And lastly, it is important to stress that year-in and year-out, Cornell’s main competition at the top of the national rankings are Big-12 and Big-10 schools (such as Oklahoma and Minnesota) who can routinely hand out scholarships to their athletes. Cornell on the other hand, being an Ivy League school, has no such luxury and must rely on the guile and charm of Koll to recruit its athletes.
Looking to the future, the team graduated only one starting athlete (senior co-captain and two-time All-American Jerry Rinaldi ’07) while the Class of 2011 includes wrestlers from all but one weight class and combined for 21 high school state championships
Head coach Rob Koll is the legend. No other head coach at this university is so a) energetic, b) successful, c) colorful as Rob Koll. Although he is a self-admitted American Idol fanatic (which certainly hurts him in my judgment), the man can coach. You will never hear one of his athletes say one bad word about him, his success speaks for itself, and he does it all with the wit and color that all sports journalists drool over. I couldn’t tell you how many times I’ve heard coaches tell me that their team needs to “take it one game at a time,” and “all we can do is give it 110 percent.” Those clichés suck, there is just no way around it, how am I expected to write a story around such bull—-? But, I never had a dull interview with Koll; he was unafraid to tell it like it was, doing everything from bashing his team when they performed poorly to poking fun at the idiot behemoths of Cornell’s opposition. So why do you care? It’s pretty simple, when you go to a match, I promise that Koll will make his presence known to the officials early and often, just sit back and enjoy the show.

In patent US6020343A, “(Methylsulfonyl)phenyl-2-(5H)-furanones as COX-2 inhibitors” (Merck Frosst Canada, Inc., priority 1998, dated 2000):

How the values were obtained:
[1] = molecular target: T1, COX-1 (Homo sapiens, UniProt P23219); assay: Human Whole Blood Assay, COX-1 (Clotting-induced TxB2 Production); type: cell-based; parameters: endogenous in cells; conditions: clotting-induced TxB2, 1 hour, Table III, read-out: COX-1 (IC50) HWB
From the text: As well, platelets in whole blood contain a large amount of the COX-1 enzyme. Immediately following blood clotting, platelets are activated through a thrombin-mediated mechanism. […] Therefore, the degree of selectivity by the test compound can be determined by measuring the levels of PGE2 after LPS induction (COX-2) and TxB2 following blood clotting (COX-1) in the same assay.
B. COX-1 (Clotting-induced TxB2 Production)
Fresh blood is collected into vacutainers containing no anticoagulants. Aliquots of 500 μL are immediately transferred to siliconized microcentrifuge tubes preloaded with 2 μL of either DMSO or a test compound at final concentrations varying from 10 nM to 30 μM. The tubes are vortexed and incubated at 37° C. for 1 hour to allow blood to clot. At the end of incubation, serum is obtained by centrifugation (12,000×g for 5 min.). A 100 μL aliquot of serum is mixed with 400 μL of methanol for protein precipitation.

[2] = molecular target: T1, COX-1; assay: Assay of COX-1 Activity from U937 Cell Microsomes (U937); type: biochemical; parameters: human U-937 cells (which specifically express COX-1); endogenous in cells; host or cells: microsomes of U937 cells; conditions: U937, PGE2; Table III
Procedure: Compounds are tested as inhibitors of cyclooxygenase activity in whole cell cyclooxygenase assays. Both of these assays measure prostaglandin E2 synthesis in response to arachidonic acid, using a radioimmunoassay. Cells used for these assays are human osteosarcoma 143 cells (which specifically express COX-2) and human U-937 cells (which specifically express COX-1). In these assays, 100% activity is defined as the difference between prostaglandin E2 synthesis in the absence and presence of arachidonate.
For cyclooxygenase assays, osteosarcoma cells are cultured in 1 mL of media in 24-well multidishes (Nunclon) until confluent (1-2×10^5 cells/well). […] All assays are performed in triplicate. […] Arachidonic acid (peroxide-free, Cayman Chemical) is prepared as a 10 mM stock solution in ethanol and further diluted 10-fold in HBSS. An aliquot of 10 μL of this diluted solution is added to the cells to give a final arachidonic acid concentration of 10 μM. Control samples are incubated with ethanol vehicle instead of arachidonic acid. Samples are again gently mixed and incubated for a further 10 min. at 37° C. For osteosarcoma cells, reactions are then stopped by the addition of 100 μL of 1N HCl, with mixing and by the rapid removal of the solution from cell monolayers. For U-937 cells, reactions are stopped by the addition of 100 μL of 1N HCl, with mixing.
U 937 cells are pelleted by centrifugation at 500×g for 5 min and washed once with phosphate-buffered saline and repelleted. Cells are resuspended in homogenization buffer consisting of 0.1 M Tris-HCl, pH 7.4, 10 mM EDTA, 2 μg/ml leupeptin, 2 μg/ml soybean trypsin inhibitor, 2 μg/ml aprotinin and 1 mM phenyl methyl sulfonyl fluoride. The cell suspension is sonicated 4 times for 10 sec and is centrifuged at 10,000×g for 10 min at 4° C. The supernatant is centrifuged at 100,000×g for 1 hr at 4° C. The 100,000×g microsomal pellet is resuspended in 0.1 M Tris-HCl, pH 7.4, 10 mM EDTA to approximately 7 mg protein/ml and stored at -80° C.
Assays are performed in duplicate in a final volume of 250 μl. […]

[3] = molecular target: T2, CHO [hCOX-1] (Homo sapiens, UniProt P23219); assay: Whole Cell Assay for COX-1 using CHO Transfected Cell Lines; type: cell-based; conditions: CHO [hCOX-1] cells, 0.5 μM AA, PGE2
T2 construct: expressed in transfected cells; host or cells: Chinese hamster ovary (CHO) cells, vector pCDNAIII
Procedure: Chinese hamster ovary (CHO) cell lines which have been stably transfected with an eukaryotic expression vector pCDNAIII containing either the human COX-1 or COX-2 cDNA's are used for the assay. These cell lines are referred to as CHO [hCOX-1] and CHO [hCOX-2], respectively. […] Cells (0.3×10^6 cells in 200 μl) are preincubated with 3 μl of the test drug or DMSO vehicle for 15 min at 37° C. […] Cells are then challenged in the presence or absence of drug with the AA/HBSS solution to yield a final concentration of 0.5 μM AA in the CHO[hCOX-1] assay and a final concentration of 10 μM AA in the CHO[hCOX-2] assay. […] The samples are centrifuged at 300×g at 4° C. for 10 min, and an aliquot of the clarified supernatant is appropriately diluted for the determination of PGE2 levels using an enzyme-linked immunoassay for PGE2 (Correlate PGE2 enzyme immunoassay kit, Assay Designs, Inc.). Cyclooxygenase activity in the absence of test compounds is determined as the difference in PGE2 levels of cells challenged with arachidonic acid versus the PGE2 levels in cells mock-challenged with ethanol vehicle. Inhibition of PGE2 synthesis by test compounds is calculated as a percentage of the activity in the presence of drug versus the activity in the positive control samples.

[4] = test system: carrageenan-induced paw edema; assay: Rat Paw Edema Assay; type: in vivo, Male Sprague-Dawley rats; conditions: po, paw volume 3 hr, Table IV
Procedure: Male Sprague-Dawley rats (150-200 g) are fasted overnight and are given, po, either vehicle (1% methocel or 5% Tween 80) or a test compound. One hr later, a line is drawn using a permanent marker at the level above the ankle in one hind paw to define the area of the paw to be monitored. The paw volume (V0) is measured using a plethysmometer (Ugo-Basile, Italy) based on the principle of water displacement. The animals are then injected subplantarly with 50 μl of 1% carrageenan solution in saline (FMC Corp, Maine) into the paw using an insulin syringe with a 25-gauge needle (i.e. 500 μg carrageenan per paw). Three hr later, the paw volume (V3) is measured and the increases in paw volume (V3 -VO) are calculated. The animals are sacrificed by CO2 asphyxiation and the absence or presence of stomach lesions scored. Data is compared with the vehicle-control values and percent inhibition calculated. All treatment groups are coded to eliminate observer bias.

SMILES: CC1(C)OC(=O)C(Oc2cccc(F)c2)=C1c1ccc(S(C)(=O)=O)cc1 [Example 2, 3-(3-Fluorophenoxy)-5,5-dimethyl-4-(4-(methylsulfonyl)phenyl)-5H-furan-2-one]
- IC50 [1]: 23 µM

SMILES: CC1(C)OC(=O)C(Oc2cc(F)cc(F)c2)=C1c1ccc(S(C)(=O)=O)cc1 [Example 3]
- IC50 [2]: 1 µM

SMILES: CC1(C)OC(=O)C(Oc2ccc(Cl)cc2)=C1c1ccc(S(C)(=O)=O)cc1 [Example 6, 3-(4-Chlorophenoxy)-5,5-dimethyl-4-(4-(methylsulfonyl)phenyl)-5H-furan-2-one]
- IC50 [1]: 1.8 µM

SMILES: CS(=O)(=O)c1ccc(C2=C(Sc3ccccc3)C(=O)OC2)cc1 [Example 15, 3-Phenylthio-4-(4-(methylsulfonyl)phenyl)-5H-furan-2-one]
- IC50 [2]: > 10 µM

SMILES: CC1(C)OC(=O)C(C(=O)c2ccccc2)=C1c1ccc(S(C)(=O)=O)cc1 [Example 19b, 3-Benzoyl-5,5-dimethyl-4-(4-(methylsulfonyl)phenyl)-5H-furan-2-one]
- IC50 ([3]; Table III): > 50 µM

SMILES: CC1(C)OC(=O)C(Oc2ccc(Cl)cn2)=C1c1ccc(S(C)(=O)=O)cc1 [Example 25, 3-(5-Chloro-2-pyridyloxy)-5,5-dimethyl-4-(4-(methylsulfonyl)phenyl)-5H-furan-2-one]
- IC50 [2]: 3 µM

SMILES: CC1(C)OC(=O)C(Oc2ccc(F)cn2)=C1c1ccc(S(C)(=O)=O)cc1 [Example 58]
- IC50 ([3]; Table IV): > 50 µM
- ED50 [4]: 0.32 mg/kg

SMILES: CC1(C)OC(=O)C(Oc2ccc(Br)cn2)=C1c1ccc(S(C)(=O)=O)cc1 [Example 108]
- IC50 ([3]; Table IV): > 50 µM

There is no more exciting an atmosphere than a Cornell wrestling match. Sure Lynah is fun, but the Friedman Wrestling Center brings a whole new type of intimacy to the table. With the entire crowd surrounding one mat in the middle of the arena, no other Cornell sporting event can consistently produce the noise level of a wrestling match. And with only one match going on at a time, everyone in attendance is focused on just the two athletes on the mat at all times. As a result, the crowd reacts to each and every move with exact precision.
Finally, once you get beyond those uncomfortable first few minutes, wrestling as a sport is as good as it gets in terms of entertainment value. Each individual match brings its own drama, excitement and violence. I mean, who doesn’t like seeing two drunk guys go at it outside of a bar at 2:45 a.m.? So picture watching one late night brawl after another without, of course, the punches or the biting for two hours. Because make no mistake about it, these kids are brawling. They are fighting with every ounce of energy they have in them to gain points for their team. You can’t have an off day as a wrestler in the hopes that your teammates will pick you up. If you’re off you’re “A” game, you will not only be physically manhandled (and most likely hurt) but also (with all eyes fixated on your match) emotionally embarrassed. There is just something about mono-a-mono competition that brings out the best in people. From my experience, it is not always the best athlete with the best technique who wins a match, it is often the one who wants it more. And that, my friends, is what sports are all about. So I urge you all to look past Lynah and consider attending a match of the most exciting and successful program on this campus — wrestling.